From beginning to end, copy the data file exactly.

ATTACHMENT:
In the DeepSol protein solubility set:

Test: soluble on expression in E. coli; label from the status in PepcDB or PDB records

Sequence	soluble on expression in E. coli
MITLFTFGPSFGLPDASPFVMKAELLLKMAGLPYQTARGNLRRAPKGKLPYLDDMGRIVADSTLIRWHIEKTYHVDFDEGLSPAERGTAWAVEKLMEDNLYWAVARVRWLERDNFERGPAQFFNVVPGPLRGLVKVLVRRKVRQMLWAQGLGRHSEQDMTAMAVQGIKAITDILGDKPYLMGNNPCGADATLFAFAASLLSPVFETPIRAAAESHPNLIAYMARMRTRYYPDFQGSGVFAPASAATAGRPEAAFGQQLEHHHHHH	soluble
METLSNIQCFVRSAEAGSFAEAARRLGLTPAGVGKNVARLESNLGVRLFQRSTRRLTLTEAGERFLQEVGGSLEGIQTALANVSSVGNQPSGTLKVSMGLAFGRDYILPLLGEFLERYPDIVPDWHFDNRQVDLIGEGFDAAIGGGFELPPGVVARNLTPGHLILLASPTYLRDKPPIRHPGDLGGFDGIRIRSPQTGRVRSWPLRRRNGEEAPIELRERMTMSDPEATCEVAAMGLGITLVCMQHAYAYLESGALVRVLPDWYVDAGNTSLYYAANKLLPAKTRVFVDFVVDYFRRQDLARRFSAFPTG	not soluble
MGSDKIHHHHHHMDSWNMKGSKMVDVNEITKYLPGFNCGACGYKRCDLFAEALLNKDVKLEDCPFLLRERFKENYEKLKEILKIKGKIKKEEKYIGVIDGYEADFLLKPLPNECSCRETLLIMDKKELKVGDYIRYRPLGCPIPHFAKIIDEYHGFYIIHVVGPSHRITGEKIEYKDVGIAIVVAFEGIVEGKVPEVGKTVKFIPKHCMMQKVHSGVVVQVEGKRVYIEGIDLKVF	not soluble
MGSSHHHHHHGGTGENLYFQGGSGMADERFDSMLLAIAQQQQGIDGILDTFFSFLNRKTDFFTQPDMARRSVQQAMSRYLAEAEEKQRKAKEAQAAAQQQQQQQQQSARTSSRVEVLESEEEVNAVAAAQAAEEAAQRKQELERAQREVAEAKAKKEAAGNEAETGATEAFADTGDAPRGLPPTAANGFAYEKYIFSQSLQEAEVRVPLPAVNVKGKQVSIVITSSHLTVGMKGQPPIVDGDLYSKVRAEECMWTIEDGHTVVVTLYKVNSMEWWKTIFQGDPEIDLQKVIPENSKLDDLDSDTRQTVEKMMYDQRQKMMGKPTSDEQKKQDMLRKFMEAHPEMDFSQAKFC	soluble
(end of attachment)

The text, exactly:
In the DeepSol protein solubility set:

Test: soluble on expression in E. coli; label from the status in PepcDB or PDB records

Sequence	soluble on expression in E. coli
MITLFTFGPSFGLPDASPFVMKAELLLKMAGLPYQTARGNLRRAPKGKLPYLDDMGRIVADSTLIRWHIEKTYHVDFDEGLSPAERGTAWAVEKLMEDNLYWAVARVRWLERDNFERGPAQFFNVVPGPLRGLVKVLVRRKVRQMLWAQGLGRHSEQDMTAMAVQGIKAITDILGDKPYLMGNNPCGADATLFAFAASLLSPVFETPIRAAAESHPNLIAYMARMRTRYYPDFQGSGVFAPASAATAGRPEAAFGQQLEHHHHHH	soluble
METLSNIQCFVRSAEAGSFAEAARRLGLTPAGVGKNVARLESNLGVRLFQRSTRRLTLTEAGERFLQEVGGSLEGIQTALANVSSVGNQPSGTLKVSMGLAFGRDYILPLLGEFLERYPDIVPDWHFDNRQVDLIGEGFDAAIGGGFELPPGVVARNLTPGHLILLASPTYLRDKPPIRHPGDLGGFDGIRIRSPQTGRVRSWPLRRRNGEEAPIELRERMTMSDPEATCEVAAMGLGITLVCMQHAYAYLESGALVRVLPDWYVDAGNTSLYYAANKLLPAKTRVFVDFVVDYFRRQDLARRFSAFPTG	not soluble
MGSDKIHHHHHHMDSWNMKGSKMVDVNEITKYLPGFNCGACGYKRCDLFAEALLNKDVKLEDCPFLLRERFKENYEKLKEILKIKGKIKKEEKYIGVIDGYEADFLLKPLPNECSCRETLLIMDKKELKVGDYIRYRPLGCPIPHFAKIIDEYHGFYIIHVVGPSHRITGEKIEYKDVGIAIVVAFEGIVEGKVPEVGKTVKFIPKHCMMQKVHSGVVVQVEGKRVYIEGIDLKVF	not soluble
MGSSHHHHHHGGTGENLYFQGGSGMADERFDSMLLAIAQQQQGIDGILDTFFSFLNRKTDFFTQPDMARRSVQQAMSRYLAEAEEKQRKAKEAQAAAQQQQQQQQQSARTSSRVEVLESEEEVNAVAAAQAAEEAAQRKQELERAQREVAEAKAKKEAAGNEAETGATEAFADTGDAPRGLPPTAANGFAYEKYIFSQSLQEAEVRVPLPAVNVKGKQVSIVITSSHLTVGMKGQPPIVDGDLYSKVRAEECMWTIEDGHTVVVTLYKVNSMEWWKTIFQGDPEIDLQKVIPENSKLDDLDSDTRQTVEKMMYDQRQKMMGKPTSDEQKKQDMLRKFMEAHPEMDFSQAKFC	soluble